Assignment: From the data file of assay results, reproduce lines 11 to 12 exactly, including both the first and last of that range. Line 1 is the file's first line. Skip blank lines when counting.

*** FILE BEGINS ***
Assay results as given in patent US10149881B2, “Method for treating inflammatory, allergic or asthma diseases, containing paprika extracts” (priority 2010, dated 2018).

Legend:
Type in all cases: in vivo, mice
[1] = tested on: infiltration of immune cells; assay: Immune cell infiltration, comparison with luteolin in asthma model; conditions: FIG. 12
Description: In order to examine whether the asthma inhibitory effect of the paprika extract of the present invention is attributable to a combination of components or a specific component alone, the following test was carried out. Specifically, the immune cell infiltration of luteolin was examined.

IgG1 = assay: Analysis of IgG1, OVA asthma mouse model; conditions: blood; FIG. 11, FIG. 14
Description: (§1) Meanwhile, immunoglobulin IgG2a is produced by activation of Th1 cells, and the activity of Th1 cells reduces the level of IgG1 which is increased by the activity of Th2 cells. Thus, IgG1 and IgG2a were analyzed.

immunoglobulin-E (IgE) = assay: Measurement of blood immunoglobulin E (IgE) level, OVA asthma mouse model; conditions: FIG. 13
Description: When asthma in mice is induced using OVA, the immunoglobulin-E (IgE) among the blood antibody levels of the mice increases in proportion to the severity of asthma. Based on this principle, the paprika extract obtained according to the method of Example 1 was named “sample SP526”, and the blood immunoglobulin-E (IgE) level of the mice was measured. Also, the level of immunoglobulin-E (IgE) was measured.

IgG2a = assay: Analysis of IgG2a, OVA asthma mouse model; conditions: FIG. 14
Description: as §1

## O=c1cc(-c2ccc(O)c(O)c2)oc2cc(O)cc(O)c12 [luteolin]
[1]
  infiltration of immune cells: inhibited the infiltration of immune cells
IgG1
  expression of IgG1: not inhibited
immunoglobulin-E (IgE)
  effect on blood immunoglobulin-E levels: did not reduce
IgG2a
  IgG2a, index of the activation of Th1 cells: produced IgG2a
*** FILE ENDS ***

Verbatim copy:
Description: as §1

## O=c1cc(-c2ccc(O)c(O)c2)oc2cc(O)cc(O)c12 [luteolin]